Basic Transformation of wave lines
Wave lines come out in different mechanical configurations , either as Coaxcables, lines on a PCB or ceramics (Micro Strip) ,Parallel
lines, Twisted wires and special Strip lines. Each type has its one impedance Z.
The impedance of all this configurations are different and depend on the material, and the
mechanical size. The basic transformation formulas for all configurations are the same: A complex output resistor will be transformed to an other complex resistor at the input of the line. Fig.1
The values of this input resistor can be found, either by means of the formulas, shown at Fig.2, or using a Smith Chart :
Fig.1 Transforming Wave line equations
Fig.2 Basic wave line transforming formulas
The shorted wave line resonator
As the length of the line is important, multiples of the length to lambda factor, make the conditions, where the line will resonate. Either as
parallel or series resonator. Using this length, we get new conditions especially if the line is shorted on the end. Fig.3 shows the resonant
conditions for the shorted line. The transformation equation is simplified to :
Fig. 3 Resonance condition with short termination
 This means, a shorted Quarter Lambda resonator is a parallel resonator and will ring at other frequencies too, and a
shorted Half Lambda resonator works as a series resonator and will ring at other frequencies too.
 Theoretically the open wave line will resonate in the opposite manner. Series and parallel resonance will change.
Practically this condition is unstable and is not used.
The capacitor input, wave line resonator
This resonator has an paralleled capacitor at the input. Fig.5 This is the typical filter resonator. The capacitor Cp is used to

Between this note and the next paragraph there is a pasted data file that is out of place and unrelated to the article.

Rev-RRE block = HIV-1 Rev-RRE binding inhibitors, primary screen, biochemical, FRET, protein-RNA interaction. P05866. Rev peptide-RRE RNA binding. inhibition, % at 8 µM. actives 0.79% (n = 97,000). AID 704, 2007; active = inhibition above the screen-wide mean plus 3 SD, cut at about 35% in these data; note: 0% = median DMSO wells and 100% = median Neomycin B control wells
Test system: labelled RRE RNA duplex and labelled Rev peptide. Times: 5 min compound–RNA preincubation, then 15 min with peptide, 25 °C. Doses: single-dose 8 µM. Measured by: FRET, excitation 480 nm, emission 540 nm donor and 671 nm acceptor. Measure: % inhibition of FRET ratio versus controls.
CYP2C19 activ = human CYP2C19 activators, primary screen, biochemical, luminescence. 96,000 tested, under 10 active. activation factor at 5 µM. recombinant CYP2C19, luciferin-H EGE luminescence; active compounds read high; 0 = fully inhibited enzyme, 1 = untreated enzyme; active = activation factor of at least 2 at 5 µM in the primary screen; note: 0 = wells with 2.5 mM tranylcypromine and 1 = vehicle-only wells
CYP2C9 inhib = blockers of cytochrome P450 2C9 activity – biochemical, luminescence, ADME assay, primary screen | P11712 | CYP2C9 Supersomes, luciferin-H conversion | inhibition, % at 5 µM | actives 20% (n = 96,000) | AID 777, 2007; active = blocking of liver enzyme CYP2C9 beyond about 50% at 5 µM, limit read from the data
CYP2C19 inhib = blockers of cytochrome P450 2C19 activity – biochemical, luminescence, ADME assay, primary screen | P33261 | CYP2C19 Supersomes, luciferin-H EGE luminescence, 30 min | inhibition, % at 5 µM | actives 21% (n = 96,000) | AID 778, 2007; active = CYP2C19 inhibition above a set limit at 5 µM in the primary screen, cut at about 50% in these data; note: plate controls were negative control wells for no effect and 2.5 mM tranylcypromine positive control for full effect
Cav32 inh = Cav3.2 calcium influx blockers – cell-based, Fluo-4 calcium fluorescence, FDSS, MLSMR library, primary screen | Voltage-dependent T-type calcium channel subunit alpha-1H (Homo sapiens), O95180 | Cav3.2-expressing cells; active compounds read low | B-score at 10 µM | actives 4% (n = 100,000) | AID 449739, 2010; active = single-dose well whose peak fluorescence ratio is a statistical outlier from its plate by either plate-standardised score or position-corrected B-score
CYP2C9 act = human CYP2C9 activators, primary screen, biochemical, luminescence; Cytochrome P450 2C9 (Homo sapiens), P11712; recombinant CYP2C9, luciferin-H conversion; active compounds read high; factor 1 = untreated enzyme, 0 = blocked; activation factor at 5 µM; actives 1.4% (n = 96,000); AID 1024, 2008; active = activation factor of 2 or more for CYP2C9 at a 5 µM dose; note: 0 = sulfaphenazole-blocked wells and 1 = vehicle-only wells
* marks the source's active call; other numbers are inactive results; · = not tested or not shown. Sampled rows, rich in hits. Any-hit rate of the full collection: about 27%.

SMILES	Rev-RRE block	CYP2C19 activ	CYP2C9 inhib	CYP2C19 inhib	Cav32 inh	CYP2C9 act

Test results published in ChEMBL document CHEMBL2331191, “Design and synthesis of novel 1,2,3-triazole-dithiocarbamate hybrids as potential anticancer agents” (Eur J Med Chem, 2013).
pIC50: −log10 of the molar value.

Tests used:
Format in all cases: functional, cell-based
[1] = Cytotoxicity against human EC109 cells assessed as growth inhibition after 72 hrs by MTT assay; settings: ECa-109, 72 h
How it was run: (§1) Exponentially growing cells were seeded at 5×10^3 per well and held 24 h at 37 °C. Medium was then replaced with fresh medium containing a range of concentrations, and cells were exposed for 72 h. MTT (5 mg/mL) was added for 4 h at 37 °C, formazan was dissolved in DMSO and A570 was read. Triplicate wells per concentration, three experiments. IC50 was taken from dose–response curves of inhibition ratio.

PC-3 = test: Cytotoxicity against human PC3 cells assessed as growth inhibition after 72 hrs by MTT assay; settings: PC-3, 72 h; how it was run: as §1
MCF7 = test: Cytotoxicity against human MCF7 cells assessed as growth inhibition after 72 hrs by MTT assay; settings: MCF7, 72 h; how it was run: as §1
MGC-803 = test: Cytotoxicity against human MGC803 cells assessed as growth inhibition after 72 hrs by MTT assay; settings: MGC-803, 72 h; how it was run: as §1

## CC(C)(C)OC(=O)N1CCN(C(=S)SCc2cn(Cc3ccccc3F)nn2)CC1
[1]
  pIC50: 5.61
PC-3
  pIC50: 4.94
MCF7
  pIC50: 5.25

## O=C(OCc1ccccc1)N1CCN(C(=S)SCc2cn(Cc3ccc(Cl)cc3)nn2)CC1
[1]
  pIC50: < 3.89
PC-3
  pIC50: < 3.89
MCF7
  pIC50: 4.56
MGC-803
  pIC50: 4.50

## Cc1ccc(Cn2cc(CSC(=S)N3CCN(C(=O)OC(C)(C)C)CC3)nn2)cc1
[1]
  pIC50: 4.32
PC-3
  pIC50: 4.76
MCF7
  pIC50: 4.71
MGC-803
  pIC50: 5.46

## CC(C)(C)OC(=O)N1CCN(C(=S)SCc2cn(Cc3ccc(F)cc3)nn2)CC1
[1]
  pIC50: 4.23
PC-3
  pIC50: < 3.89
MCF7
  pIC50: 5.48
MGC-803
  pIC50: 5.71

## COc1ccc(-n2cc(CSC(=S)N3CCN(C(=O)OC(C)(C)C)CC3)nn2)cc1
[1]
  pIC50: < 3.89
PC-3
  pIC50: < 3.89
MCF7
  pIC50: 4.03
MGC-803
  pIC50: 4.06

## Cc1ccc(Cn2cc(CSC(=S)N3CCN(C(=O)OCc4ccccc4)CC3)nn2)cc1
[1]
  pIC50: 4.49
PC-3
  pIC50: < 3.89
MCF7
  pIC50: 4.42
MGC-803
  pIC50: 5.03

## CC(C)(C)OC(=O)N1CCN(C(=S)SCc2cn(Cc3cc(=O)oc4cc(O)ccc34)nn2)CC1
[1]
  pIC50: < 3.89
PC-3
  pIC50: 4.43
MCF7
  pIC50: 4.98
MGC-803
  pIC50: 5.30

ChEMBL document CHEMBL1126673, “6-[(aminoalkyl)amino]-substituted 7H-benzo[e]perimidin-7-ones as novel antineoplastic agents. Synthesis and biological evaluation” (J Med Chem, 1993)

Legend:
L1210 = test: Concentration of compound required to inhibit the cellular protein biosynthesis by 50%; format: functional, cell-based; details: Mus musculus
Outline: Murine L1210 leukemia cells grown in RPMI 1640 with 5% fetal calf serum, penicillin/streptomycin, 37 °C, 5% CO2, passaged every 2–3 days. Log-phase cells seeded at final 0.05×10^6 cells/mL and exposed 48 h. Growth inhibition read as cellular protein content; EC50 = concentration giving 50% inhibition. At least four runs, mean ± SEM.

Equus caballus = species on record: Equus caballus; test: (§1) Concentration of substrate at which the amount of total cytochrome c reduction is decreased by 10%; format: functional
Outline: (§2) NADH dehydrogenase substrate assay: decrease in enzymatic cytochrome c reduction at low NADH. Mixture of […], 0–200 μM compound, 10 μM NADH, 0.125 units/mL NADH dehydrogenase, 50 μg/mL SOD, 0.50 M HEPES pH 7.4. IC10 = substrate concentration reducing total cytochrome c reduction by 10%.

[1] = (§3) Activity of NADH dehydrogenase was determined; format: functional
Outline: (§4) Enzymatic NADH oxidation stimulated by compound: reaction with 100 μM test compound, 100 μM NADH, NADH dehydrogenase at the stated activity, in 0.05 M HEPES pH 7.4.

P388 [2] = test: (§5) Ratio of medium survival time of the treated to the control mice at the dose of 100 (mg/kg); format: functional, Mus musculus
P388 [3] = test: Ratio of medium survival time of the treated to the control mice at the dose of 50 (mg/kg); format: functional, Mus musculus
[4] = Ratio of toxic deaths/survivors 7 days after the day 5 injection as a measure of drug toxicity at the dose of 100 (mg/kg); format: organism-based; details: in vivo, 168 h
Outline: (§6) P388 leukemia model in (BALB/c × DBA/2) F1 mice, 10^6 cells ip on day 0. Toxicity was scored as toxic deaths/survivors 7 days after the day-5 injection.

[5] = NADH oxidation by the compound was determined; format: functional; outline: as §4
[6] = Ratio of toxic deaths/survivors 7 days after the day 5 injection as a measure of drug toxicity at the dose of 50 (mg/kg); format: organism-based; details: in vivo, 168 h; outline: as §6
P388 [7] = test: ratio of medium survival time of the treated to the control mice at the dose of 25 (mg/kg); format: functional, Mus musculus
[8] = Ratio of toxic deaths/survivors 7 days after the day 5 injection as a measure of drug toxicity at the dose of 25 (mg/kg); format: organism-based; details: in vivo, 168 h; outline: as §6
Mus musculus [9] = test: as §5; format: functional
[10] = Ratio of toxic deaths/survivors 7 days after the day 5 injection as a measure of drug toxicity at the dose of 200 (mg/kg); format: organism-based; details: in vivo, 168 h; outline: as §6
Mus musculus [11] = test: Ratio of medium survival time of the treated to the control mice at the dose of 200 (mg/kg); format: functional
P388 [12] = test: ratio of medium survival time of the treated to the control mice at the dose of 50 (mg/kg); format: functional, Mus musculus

adjust the resonator frequency . The resonance formula shows ringing at frequencies different from the harmonics to the basic resonance.. The resonance frequency can be found using a little computer program on a pocket computer to solve
following equation:
 Example : l = 30 cm; Cp = 10 pF ; Z = 60 Ohm;
 fres1 = 170 Mhz >>>> basic resonance;
 fres 2 = 580 MHz ;
 fres 3 = 1030 MHz ; Go to example of line resonator:
Fig.5 Cloaded Resonator
The C or L loaded wave line Resonator
 If Ro at Fig.1 is a capacitance or inductance, we have an other special condition, where we get parallel resonance
at shifted frequencies:
 Wave line Parallel Resonance Condition using C Termination :
 Wave line Parallel Resonance Condition using L  Termination :
 Important Knowledge : If at low frequencies the resonator is mechanically to long, an Lload is shorting the length.
The lumped resonator values of wave lines
 For a given shorted wave line resonator, an equivalent lumped circuit can be computed. Fig.6
 The equations : Fig. 7
Fig.6 Equivalent lumped circuit
Fig.7 The values of the lumped circuit
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Go to example of line resonator
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